“Just to be clear the only precision part in this regulator is a factory made Schrader valve, everything else is just there to press that pin to release breathing air or to valve out any exhaust air and water in the regulator at exhale.”

This sort of design is meant for an extremely niche group. You will need to be a pretty experienced hacker as well as possessing some thorough knowledge of SCUBA diving for motivation to put this together in the first place. It does sounds like quite a challenge if this is what you are into, and according to the comments we were able to read on Hackaday, makers had mixed ideas on the level of danger, with a few encouraging comments regarding safety, figuring this mode would be about as safe as breathing air pumped out of a bike tire, and others seeing this as feasible as long as you dove no more than five feet. As is often the case, while this design and the theory behind it are very interesting, sometimes the comments from the peanut gallery are even more entertaining.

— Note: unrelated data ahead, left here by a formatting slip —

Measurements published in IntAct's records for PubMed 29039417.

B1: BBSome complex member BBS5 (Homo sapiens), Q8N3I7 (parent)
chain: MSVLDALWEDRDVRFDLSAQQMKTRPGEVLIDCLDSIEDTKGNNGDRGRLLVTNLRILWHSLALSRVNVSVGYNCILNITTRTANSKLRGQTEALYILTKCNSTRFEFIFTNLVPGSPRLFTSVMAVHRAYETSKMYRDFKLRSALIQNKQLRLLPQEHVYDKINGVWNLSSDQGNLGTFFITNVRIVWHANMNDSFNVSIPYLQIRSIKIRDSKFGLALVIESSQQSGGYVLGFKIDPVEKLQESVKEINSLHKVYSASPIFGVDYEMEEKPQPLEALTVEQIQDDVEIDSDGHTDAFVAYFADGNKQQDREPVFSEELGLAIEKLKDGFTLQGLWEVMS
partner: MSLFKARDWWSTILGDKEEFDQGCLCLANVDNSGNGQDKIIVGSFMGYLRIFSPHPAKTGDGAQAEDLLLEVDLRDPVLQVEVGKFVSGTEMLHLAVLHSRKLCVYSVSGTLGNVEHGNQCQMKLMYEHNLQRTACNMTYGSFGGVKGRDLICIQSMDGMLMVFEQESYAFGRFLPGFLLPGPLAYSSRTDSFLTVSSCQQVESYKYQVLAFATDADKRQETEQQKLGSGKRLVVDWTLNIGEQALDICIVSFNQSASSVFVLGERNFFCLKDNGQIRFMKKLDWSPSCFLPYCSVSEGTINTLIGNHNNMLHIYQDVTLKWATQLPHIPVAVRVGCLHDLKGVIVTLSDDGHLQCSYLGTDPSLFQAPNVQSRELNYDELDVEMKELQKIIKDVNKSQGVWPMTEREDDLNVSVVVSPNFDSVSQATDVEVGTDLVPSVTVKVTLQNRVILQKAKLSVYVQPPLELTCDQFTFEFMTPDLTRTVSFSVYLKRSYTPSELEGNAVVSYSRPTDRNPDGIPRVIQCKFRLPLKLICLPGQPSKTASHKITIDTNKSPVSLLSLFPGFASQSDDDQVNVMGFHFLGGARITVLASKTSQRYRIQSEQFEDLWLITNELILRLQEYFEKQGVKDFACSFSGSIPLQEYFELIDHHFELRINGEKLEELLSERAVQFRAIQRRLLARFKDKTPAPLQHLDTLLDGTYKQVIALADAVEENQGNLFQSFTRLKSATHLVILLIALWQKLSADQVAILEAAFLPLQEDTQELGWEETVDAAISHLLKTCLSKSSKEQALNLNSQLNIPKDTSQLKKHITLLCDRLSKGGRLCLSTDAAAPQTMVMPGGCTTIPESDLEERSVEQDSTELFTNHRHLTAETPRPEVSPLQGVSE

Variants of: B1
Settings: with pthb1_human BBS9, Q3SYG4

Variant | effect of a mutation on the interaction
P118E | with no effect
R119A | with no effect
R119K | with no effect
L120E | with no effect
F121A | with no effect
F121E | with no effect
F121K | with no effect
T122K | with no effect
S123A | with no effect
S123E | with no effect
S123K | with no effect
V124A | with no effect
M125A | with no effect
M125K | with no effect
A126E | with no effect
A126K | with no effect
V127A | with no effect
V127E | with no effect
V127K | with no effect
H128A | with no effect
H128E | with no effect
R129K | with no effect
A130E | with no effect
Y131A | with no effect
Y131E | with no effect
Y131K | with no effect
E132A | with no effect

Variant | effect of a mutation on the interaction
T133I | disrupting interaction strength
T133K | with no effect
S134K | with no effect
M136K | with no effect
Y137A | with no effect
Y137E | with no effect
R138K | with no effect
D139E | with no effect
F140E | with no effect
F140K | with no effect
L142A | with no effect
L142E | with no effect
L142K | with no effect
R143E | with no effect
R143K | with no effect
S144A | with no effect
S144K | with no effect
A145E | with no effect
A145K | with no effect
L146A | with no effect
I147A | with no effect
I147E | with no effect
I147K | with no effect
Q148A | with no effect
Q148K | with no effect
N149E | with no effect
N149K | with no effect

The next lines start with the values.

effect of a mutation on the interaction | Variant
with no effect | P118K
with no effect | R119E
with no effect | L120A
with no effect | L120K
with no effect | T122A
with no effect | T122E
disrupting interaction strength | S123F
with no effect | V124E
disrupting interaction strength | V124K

The creator of this 3D printed SCUBA regulator explains that ultimately his hope is for an engineer to become interested and then help release the design as certified for diving.

“…until then I am the only person with permission to print for human diving purposes if that even turns out to be legal, all others are pirating my design if they dive or even breathe with it or use it in a design which is used by a human or animal. For you all this is a functional demonstrator model no more usable for real world application than the printable jet engine models found on Thingiverse.”

For further information on this concept, biketool offers some links that will help you understand the overall mechanism better, as well as explaining in depth how a regulator works, and then offering a list of edits he has made since posting the design. Discuss further in the 3D Printed Scuba Regulator forum over at

[Source: Hackaday]